June is Jumpin’

June is packed with musical events with some of my favorite musicians. We’re staying local for most of the month, so if you’re in the New Jersey/New York area – please stop through to one (or more) of these gigs!

June Itinerary:
June 1 (Sat) Candlelight Lounge w/ Peter Lin 3:30-7:30
June 1 (Sat) Bemelman’s Bar with Loston Harris 9:30 – 1:00
June 5 Wednesday Jam Brown Bear Pub
June 6 (Thurs) Bemelman’s Bar w/ Loston Harris 9:30 – 12:30
June 7 (Friday) Clement’s Place w/Nat Adderley Jr. 7:30 
June 8 (Sat) Bemelman’s Bar w/ Loston Harris 9:30 – 1:00
June 11 (Tues) Bemelman’s Bar w/ Loston Harris 9:30 – 12:30
June 12 (Wed) Bemelman’s Bar w/Loston Harris 9:30 – 12:30
June 12 (Wed) Wednesday Jam Brown Bear Pub Featuring Bruce Williams 8 pm – 11:45 pm
June 13 (Thurs) Bemelman’s Bar w/Loston Harris 9:30 – 12:30
June 14 (Fri) Bemelman’s Bar w/ Loston Harris 9:30 – 1:00
June 15 (Sat) Bemelman’s Bar w/ Loston Harris 9:30 – 1:00
June 16 (Sun) Jazz Standard Mike Lee Family Affair 12:30 -2
June 18 (Tues) Smalls with Frank Lacy 10:30 – 1:00
June 19 (Wed) Bemelman’s Bar w/Loston Harris 9:30 – 12:30
June 20 (Thurs) Bemelman’s Bar w/Loston Harris 9:30 – 12:30
June 21 (Fri) Bemelman’s Bar w/ Loston Harris 9:30 – 1:00
June 22 (Sat) Bemelman’s Bar w/ Loston Harris 9:30 – 1:00
June 23 (Sun) Judy Garland show Paramount Asbury 7p
June 25 (Tues) Bemelman’s Bar w/ Loston Harris 9:30 – 12:30
June 26 (Wed) Django w/ Josh Evans Big Band 
June 27 (Thurs) Bemelman’s Bar w/Loston Harris 9:30 – 12:30
June 28 (Fri) Bemelman’s Bar w/ Loston Harris 9:30 – 1:00
June 29 (Sat) Bemelman’s Bar w/ Loston Harris 9:30 – 1:00

Venue Information:

Bemelman’s Bar at the Carlyle Hotel
35 E 76th St, New York, NY 10021
(212) 744-1600

Clement’s Place
15 Washington St, Newark, NJ 07102
(973) 923-0340

Jazz Standard
116 E 27th St, New York, NY 10016
(212) 576-2232

The Django
2 6th Ave, New York, NY 10013
(212) 519-6649

Brown Bear Pub:
104 Harrison Ave
West Orange, NJ

How “Vibing” Works at a Jam Session

One of the most common complaints I hear about jam sessions is that someone was “vibed” or someone was “vibing.” That is to say, people feel that they were unduly judged or spurned by the leaders or co-participants of the jam session. Everyone has a story. It’s an epidemic – or so it would seem. “Vibing” is discussed as a reality. “I WAS VIBED” is declared as if it were a measurable, provable condition, which has a specific and objectively defined set of criteria that had been assessed by an omniscient committee of accomplished yet compassionate observers who passed along their findings to the “victim” of said vibing so that these victims could declare the injustice to the world. A more reasonable understanding of the phenomenon of being “vibed” only means that a participant wasn’t received in the manner in which he/she feels is appropriate based on his/her own estimation of his/her own abilities and status. The “reception” they are looking for can include the immediacy of their invitation to play by the session host, the players they are paired with, the crowd response at the conclusion of their solo, or the enthusiasm of the other musicians to meet them and exchange contact information. But the interpretation of these criteria is very difficult to quantify.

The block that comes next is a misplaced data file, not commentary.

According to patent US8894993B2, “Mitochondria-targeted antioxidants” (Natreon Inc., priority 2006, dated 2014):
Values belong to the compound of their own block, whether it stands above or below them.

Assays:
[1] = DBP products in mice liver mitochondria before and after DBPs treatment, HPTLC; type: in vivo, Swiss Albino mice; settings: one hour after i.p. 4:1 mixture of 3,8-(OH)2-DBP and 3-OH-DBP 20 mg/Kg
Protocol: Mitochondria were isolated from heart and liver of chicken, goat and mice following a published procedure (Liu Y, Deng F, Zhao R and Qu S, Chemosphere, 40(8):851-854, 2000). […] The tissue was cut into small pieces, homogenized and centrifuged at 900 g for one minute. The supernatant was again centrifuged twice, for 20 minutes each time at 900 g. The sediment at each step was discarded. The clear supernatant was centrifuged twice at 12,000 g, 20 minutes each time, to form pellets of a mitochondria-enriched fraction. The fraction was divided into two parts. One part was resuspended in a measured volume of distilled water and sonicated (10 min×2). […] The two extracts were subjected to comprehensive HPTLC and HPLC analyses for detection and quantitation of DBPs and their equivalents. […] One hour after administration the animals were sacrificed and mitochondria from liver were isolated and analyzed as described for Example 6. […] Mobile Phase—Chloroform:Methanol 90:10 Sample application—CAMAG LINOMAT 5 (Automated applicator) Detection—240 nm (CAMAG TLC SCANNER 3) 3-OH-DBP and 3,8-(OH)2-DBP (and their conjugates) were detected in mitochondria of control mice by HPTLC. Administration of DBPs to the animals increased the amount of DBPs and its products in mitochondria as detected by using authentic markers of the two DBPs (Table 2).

As a young musician attending jam sessions back in the day, I was frequently disappointed with the reception I received. And it was tempting to claim I was the victim of “vibing” but I found it much more tempting to regroup and return to a situation better prepared to receive the type of reception I wanted. My move to New York from the midwest as a young musician was a real eye opener. In my hometown, I was used to a certain reception at jam sessions. It was a big-fish/small-pond situation. Once in New York, the (seeming) complete indifference to my performances was hard to take. But perseverance paid off and eventually I became part of the jam session scene. Then I started to get work based on the networking that would take place at jams. This process was painful at times but ultimately rewarding.

My message in writing this post is this: stop assessing whether or not you receive the accolades you deserve. This is a fruitless activity for two reasons: 1) you can’t objectively assess your performance and 2) you can’t objectively assess your reception. So rather than kvetch about the “vibe,” be the vibe you seek. Bring the joy and energy with whomever you are paired; be a joyful listener; become familiar with the repertoire that is being performed; bring a sense of community and sharing and enjoy the reward of playing the greatest music in the world. Remember that frequency breeds fellowship and a sense of belonging to a scene bigger than yourself. Be a regular. Your presence can sway the session towards your vision.

March/April

March ended on a high note as we accelerate into busy season!

Dave Stryker Quartet March 30th

After our CD release at Dizzy’s, I was thrilled to come back home to Montclair last Saturday night and play with Dave Stryker at our local landmark, Trumpets Jazz Club. It was Dave’s birthday celebration and the place was filled to the rafters! It was exciting to play for so many friends and neighbors. Dave is churning out more great music and has already recorded two albums this year which are due for release this spring. I had fun helping him work up the music for these releases and was delighted to perform much of this music at Trumpets. Trumpets has been a vital part of our musical culture and I was saddened to learn that it has been put up for sale. Here’s hoping the new owners take up the mantle of Kristine Massari and Enrico Granafei and keep presenting world-class jazz music.

This weekend I’m looking forward to performing again with the legendary pianist/composer and former musical director for Luther Vandross, Nat Adderley Jr. Saturday April 6th at 2 pm at the Montclair Museum of Art.

Sunday, I’ll be in Morristown for the New Jersey Jazz Society 50th Annual Pee Wee Russell Memorial Stomp at the Hyatt Regency Hotel. First I’ll be directing my Jazz House Kids Ambassadors ensemble at noon, then joining Andy Farber and a a great line up of saxophonist for a battle royal at 1:15.

Then Wednesday is my birthday celebration at Small’s Jazz Club in New York City. Smalls is one of the greatest jazz clubs in the world and I’m excited to celebrate with my trio – Ed Howard on bass, and Alvester Garnett on drums plus added guest Julian Lee on Saxophone. Thursday the same band will make it’s way to New Brunswick and the New Brunswick Jazz Project’s Thursday night at the Hyatt. Later this month the Loston Harris Trio begins it’s spring residency at Bemelman’s Bar at the Carlyle Hotel. See the full April Calendar here